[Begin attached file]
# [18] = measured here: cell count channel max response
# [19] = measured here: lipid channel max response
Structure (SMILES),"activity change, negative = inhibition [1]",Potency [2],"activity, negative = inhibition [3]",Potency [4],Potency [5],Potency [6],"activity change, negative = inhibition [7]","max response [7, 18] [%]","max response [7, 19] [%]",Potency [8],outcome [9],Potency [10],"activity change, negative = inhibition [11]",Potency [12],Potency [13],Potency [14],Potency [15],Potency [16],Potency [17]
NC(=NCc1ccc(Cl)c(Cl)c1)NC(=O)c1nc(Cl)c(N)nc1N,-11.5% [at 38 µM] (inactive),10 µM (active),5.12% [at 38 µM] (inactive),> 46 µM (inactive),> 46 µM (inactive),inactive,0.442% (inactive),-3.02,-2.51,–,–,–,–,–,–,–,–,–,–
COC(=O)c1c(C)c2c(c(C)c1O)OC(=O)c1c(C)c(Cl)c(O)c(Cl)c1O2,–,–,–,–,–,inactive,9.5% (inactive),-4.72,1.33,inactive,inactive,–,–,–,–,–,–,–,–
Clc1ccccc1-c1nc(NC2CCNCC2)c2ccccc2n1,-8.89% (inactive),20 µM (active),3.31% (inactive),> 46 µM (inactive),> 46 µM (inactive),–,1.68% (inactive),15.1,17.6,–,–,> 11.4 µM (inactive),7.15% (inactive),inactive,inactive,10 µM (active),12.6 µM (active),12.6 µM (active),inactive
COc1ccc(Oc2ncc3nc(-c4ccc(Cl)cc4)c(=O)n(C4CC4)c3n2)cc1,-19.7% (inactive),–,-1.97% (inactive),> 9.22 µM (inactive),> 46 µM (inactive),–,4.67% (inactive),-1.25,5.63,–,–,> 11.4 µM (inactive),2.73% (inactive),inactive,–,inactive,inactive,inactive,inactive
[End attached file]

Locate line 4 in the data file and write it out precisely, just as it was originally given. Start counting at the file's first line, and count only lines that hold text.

NC(=NCc1ccc(Cl)c(Cl)c1)NC(=O)c1nc(Cl)c(N)nc1N,-11.5% [at 38 µM] (inactive),10 µM (active),5.12% [at 38 µM] (inactive),> 46 µM (inactive),> 46 µM (inactive),inactive,0.442% (inactive),-3.02,-2.51,–,–,–,–,–,–,–,–,–,–